Flooding and mudslides in the Colombian city of Mocoa sent torrents of water and debris crashing on to houses early on Saturday morning (Colombian time), killing 254 people, injuring hundreds and sending terrified residents, some in their pajamas, scrambling to evacuate.
Heavy rains caused several rivers to overflow, pushing sediment and rocks on to buildings and roads in the capital of south-western Putumayo province and immobilising cars in metres of mud.
“It was a torrential rainstorm, it got really strong between 11pm and 1am,” said local resident Mario Usale, 42, who was looking for his father-in-law in the debris.
“My mother-in-law was also missing, but we found her alive 2km away. She has head injuries, but she was conscious.”
Colombian President Juan Manuel Santos flew to Mocoa, population 345,000, to oversee rescue efforts on the city outskirts and speak to affected families.
“We will do everything possible to help them,” Santos said after confirming the death toll. “It breaks my heart.”
The army said in a statement 254 people were killed, 400 people had been injured and 200 were missing. More than 1100 soldiers and police officers were called in to help dig people out in 17 affected neighbourhoods.
Santos gave a lower death toll of 193 via Twitter.
Even in a country where heavy rains, a mountainous landscape and informal underengineered construction of homes combine to make mud and landslips a common occurrence, the scale of the Mocoa disaster was daunting compared with recent tragedies, such as a 2015 landslip that killed nearly 80 people in Salgar, Antioquia.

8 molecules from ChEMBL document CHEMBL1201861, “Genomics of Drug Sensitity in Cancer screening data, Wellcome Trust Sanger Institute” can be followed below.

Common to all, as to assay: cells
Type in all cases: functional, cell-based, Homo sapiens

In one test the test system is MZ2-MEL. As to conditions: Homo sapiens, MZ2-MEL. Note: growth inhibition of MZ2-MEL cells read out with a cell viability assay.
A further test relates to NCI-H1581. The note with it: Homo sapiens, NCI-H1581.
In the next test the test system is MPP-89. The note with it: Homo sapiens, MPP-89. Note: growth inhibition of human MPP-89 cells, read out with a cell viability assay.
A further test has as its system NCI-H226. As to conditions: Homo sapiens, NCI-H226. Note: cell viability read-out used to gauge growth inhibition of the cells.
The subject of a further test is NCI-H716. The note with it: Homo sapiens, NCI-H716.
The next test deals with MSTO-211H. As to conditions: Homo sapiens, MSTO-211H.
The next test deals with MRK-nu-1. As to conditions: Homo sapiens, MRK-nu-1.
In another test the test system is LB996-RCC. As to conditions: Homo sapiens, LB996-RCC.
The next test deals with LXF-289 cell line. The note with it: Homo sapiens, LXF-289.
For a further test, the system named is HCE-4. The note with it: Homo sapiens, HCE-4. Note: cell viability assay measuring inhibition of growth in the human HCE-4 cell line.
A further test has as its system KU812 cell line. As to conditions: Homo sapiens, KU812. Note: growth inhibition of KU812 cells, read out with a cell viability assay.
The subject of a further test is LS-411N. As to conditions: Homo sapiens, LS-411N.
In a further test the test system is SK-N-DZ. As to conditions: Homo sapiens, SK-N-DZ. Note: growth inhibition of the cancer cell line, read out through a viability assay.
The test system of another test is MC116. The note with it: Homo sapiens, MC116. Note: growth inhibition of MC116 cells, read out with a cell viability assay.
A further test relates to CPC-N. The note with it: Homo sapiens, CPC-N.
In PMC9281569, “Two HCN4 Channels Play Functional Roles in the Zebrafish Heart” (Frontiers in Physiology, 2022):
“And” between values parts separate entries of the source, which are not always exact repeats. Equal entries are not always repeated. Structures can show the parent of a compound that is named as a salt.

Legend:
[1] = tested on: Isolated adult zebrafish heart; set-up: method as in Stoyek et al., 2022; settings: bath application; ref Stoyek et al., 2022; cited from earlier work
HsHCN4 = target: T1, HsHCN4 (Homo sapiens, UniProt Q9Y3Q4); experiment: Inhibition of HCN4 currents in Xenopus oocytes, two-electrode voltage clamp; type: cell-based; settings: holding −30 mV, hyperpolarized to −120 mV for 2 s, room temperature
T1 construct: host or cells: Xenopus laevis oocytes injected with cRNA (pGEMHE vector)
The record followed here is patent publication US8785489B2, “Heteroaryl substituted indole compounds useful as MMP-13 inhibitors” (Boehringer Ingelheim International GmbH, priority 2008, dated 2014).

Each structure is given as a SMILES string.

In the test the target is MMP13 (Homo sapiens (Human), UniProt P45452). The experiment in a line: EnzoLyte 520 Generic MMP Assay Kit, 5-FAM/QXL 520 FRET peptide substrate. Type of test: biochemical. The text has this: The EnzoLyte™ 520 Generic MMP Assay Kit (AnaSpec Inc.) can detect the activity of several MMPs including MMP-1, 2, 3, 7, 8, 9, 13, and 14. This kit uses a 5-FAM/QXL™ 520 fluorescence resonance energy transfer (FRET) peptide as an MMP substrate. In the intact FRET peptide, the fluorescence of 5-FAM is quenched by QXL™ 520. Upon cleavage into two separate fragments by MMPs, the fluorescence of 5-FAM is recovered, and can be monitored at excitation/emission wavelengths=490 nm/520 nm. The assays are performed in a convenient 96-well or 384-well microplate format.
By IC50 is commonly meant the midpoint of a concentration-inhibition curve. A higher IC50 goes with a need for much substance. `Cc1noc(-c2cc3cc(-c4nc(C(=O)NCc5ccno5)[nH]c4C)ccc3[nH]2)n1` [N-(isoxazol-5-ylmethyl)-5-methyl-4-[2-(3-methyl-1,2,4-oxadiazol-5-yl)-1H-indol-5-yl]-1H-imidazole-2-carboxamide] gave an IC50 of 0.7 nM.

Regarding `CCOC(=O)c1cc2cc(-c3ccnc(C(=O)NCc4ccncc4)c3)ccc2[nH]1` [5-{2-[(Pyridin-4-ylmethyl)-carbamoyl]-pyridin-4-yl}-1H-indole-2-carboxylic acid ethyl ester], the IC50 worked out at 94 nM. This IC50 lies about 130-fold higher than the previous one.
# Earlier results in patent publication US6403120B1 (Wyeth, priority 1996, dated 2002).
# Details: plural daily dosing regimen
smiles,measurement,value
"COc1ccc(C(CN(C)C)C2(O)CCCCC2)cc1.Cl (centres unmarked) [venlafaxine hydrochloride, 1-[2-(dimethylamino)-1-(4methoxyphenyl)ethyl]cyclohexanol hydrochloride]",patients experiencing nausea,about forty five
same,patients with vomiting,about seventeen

Colombia’s deadliest landslip, the 1985 Armero disaster, left a death toll of more than 20,000 people.
“It’s a big area,” Mocoa Mayor Jose Antonio Castro, who lost his house, told Caracol radio yesterday.
“A big portion of the many houses were just taken by the avalanche.”
He said that people were warned ahead of time and many were able to get out, but several neighbourhoods and two bridges had been destroyed nonetheless.
Weather authorities said light rains were expected in the area yesterday and today.
Photos posted on Twitter by the air force showed neighbourhood streets filled with mud and damaged houses, while videos on social media showed residents searching for survivors in the debris and struggling to move through waist-high water during the night. Reuters